“You have probably heard about 1983’s QBs and the trade that sent top pick John Elway to Denver, but beyond the Elway-Jim Kelly-Dan Marino troika, the ’83 first-round housed four more Hall of Famers. Eric Dickerson (No. 2 overall) remains atop the single-season rushing list; Bruce Matthews and Darrell Green played into the 2000s; Jimbo Covert helped Walter Payton to post-30 accolades. The class’ other Canton inductee, Bears eighth-rounder Richard Dent, led a historic pass rush. But the class included numerous long-term starters — from Roger Craig to Mark Clayton to Charles Mann,” adds Yardbarker

The list of great players to come out of the 1983 NFL Draft just keeps going on and on. The Chicago Bears added two of the best players in that franchise’s history by drafting stud left tackle Jimbo Covert and legendary pass rusher Richard Dent. Dent went on to amass over 130 career sacks while Covert was one of the top pass protectors and run blockers of the 1980s. Meanwhile, Jim Kelley went to the Bills where he led that franchise to a historic four straight Super Bowl appearances. 

“The first round was especially star-studded, as 15 of the players selected (out of 28) made at least one Pro Bowl, and a whopping seven players became Hall of Famers (including quarterbacks John Elway, Jim Kelly, and Dan Marino). The draft also featured one of the best running backs in league history in Eric Dickerson, and one of the best offensive linemen in Bruce Matthews. While the class may have been top-heavy, it also had unprecedented depth. There was at least one Pro Bowler selected in every round, and Hall of Famer Richard Dent fell all the way to the eighth round,” furthers The Sportster

2. 1964 NFL Draft Class

The ‘64 NFL Draft class featured some of the best players in the history of professional football and it produced some of the biggest names in NFL history. “Ten men entered into the Hall of Fame from this illustrious class, and 11 others were voted into the Pro Bowl. Paul Warfield, Charley Taylor, Roger Staubach, Leroy Kelly, Mel Renfro, Paul Krause, Dave Wilcox, Bob Brown, Carl Eller and Bob Hayes all have had their busts enshrined in the hallowed halls of the Pro Football Hall of Fame. There may never be another draft class to match this one,” explains Bleacher Report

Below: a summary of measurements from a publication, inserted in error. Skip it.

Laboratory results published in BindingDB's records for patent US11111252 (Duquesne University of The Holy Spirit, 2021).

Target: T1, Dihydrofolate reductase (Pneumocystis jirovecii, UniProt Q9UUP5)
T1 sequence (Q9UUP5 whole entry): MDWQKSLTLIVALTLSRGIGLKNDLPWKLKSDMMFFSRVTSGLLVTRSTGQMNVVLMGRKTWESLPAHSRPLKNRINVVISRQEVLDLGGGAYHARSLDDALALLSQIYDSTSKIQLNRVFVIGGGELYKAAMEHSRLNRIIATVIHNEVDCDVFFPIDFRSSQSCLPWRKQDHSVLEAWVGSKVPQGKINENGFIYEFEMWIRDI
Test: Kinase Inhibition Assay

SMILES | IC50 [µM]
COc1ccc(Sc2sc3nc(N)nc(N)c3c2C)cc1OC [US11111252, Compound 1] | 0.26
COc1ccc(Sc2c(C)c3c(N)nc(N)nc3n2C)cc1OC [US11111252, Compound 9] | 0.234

Roger Staubach, Mel Renfro, and Paul Krause are all considered some of the best players in history at their respective positions. Renfro was a lockdown corner for the Dallas Cowboys for his entire NFL career while Krause enjoyed a long Hall of Fame career with the Minnesota Vikings and the Washington Redskins (now known as the Commanders). 

“The 1964 NFL Draft gave us one Super Bowl MVP and is tied for the most Hall of Fame players drafted on a single night (10). Highlighting this class is Super Bowl VI MVP Roger Staubach, one of the most important early figures in the NFL,” adds One37PM

Staubach was the star of the ‘64 NFL Draft class as he went on to lead the Dallas Cowboys to two Super Bowl victories and play in two more, bringing his overall Super Bowl appearances to four. Still, other players such as Carl Eller of the Vikings and Paul Warfield of the Browns are considered two of the best at their positions while Bob Hayes is the only person to have won a Super Bowl and also bring home an Olympic Gold Medal. 

“To date, no draft class has been able to exceed the 11 Hall of Famers the class of 1964 produced. Most teams did a good job of talent evaluation, as six of the top 18 picks turned out to be Hall of Famers, most notably a quartet of first-rounders: Bob Brown, Charley Taylor, Carl Eller, and Paul Warfield. Canton residents Bob Hayes and Bill Parcells slipped to the seventh round while Leroy Kelly was taken in the eighth round before having a Hall of Fame career. Then there was Roger Staubach, who was picked in the 10th round and is arguably the most famous player from this all-time great draft class,” furthers Franchise Sports

3. 1957 NFL Draft Class

Next up on the list of the best draft classes in NFL history is the unforgettable 1957 NFL Draft. The class of ‘57 featured some of the most notable names in NFL history and is a testament to the power that the draft has over a team’s future success. “During the 1957 draft, it was more of a battlefield, whereby the Green Bay Packers won the draft lottery over the Chicago Cardinals to determine their number one overall pick. Additionally, the Green Bay Packers came away with Notre Dame halfback and future Hall of Famer Paul Hornung, who was seemingly not the group’s number-one go-to choice by that time,” writes Sports Brief